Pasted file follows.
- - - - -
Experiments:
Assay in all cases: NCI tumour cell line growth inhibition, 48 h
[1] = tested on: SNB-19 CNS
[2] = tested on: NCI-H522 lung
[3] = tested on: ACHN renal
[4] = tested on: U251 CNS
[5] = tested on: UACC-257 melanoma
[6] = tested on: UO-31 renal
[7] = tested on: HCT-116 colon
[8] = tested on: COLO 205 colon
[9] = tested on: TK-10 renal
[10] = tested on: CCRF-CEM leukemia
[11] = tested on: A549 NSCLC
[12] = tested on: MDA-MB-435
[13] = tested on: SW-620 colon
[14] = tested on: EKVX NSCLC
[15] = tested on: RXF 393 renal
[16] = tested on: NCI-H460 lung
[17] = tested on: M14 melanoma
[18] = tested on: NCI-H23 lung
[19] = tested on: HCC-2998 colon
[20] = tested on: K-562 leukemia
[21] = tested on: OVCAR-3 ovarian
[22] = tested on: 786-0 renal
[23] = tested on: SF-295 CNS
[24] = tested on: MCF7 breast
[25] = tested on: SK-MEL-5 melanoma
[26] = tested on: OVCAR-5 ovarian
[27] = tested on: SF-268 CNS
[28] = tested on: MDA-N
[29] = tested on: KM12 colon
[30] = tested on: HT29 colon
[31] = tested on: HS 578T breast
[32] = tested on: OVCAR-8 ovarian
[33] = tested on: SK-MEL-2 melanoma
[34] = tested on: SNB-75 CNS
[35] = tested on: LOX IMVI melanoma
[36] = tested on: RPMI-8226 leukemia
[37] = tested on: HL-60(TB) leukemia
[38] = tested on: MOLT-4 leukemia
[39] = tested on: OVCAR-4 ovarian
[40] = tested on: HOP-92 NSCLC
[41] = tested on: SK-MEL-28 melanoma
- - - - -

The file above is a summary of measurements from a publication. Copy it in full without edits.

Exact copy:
Experiments:
Assay in all cases: NCI tumour cell line growth inhibition, 48 h
[1] = tested on: SNB-19 CNS
[2] = tested on: NCI-H522 lung
[3] = tested on: ACHN renal
[4] = tested on: U251 CNS
[5] = tested on: UACC-257 melanoma
[6] = tested on: UO-31 renal
[7] = tested on: HCT-116 colon
[8] = tested on: COLO 205 colon
[9] = tested on: TK-10 renal
[10] = tested on: CCRF-CEM leukemia
[11] = tested on: A549 NSCLC
[12] = tested on: MDA-MB-435
[13] = tested on: SW-620 colon
[14] = tested on: EKVX NSCLC
[15] = tested on: RXF 393 renal
[16] = tested on: NCI-H460 lung
[17] = tested on: M14 melanoma
[18] = tested on: NCI-H23 lung
[19] = tested on: HCC-2998 colon
[20] = tested on: K-562 leukemia
[21] = tested on: OVCAR-3 ovarian
[22] = tested on: 786-0 renal
[23] = tested on: SF-295 CNS
[24] = tested on: MCF7 breast
[25] = tested on: SK-MEL-5 melanoma
[26] = tested on: OVCAR-5 ovarian
[27] = tested on: SF-268 CNS
[28] = tested on: MDA-N
[29] = tested on: KM12 colon
[30] = tested on: HT29 colon
[31] = tested on: HS 578T breast
[32] = tested on: OVCAR-8 ovarian
[33] = tested on: SK-MEL-2 melanoma
[34] = tested on: SNB-75 CNS
[35] = tested on: LOX IMVI melanoma
[36] = tested on: RPMI-8226 leukemia
[37] = tested on: HL-60(TB) leukemia
[38] = tested on: MOLT-4 leukemia
[39] = tested on: OVCAR-4 ovarian
[40] = tested on: HOP-92 NSCLC
[41] = tested on: SK-MEL-28 melanoma